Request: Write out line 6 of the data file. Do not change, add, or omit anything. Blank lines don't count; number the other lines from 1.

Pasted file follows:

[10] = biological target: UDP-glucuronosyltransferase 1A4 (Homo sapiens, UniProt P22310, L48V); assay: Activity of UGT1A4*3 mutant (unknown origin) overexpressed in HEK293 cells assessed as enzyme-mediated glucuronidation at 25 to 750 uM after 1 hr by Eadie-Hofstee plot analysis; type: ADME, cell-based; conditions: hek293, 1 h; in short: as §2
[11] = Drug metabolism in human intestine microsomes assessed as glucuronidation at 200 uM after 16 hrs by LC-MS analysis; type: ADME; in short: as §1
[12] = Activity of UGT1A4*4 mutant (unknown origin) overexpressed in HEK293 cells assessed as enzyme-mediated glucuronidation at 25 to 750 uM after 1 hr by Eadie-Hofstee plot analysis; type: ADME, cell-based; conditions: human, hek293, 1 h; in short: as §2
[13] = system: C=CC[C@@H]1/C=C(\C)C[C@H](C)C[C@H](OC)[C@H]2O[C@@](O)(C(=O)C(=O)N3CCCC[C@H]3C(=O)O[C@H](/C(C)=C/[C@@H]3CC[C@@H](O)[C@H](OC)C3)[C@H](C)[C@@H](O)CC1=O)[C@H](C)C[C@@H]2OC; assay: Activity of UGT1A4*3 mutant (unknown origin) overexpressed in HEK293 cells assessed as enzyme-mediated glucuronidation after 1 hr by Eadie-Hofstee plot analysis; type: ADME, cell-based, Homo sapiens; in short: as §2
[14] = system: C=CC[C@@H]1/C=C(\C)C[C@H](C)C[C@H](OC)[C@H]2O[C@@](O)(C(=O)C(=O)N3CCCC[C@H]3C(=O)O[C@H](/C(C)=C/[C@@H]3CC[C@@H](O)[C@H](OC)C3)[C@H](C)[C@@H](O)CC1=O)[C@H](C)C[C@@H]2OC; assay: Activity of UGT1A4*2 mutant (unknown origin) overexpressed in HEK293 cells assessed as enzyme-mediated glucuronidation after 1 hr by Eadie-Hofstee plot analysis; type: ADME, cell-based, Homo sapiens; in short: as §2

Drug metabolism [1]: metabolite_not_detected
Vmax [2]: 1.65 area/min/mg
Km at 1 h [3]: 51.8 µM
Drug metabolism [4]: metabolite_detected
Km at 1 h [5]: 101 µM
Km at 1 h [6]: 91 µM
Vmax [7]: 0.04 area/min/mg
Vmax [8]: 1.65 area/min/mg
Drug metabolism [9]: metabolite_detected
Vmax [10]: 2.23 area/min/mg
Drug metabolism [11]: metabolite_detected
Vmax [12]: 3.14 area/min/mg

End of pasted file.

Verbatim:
Drug metabolism [1]: metabolite_not_detected